“Would it have been wonderful to be nominated? Of course,” Robert Redford said today kicking off the 30th anniversary of the Sundance Film Festival. Redford’s remarks during his annual state-of-the-fest news conference came just hours after the actor was snubbed as a Best Actor Academy Award nominee in the Oscars’ announcement early this morning. “But I’m not disturbed by it,” added the Sundance founder and president, who was nominate for a Golden Globe for his performance in JC Chandor’s All Is Lost. “I’m fine.”
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Redford addressed the issue at the beginning of today’s presser. He said he thought one reason for the miss had to do with there being no real Academy campaign for the pic. “These films are reliant on campaigns. We suffered from little to no distribution. We had no campaign to help us cross over to the mainstream. It can get very political,” Redford said of the film, which Lionsgate-owned Roadside Attractions distributed domestically. “I don’t know what they were afraid of. They didn’t want to spend money or they were incapable,” he added. With those comments, Redford also was very practical about his chances for a film that has only made about $8 million at the box office. “Hollywood is a business and a very good one, and I have nothing but respect for it,” the actor added.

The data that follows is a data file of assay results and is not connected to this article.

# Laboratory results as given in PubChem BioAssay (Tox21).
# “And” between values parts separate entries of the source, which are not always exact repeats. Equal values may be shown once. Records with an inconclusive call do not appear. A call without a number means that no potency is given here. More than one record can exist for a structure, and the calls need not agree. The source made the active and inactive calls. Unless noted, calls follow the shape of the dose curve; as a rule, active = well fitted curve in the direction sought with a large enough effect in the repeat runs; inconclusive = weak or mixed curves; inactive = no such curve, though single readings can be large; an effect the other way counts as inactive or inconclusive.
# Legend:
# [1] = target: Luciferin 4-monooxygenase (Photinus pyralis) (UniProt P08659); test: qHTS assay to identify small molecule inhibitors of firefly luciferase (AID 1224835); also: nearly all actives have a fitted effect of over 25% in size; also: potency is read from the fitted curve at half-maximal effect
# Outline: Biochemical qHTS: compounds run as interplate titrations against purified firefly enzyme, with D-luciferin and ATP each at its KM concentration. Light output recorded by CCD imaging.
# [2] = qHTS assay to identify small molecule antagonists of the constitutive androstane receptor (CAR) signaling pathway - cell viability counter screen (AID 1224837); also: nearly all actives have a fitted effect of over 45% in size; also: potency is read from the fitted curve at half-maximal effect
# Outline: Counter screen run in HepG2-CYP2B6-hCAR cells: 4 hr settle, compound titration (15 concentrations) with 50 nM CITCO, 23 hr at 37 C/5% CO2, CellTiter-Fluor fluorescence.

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Although Redford’s chances for a Best Actor nomination had taken on water of late, the 77 year old was still seen as a contender. He picked up an Honorary Oscar in 2002, won Best Director in 1981 for Ordinary People and was nominated in the same category in 1995 for Quiz Show but the one and only time he was nominated as an Actor was in 1973 for The Sting. Still, despite the lack of a nomination today, All Is Lost holds a special place in the actor’s career he said. “The film I made with J.C. Chandor is something I’m very proud of. It was for me a pure cinematic experience, I love that,” Redford said of the nearly dialogueless pic. “For me as an actor, it gave me a chance to go back to my roots.”
Redford was joined onstage at the Egyptian Theater by Sundance Institute Executive Director Keri Putnam and Sundance Film Festival Director John Cooper. The trio discussed the festival’s history as well as new elements like this year’s Free Fail panels addressing the notion of failure. “To me change is inevitable. Either you resist it or you go with it and try to change with it as much as possible,” said Redford of the festival and the industry itself. Putnam said that for all the change that has happened over the festival’s three decades, she believes it has stayed true to its roots. “Our job and our role is to create a space and a platform” for independent film and new voices, Redford said. “We’re not interested in the money,” he added in reference to how Sundance screened films do at the box office. “We are who we are.”
Sundance runs from today to January 26.
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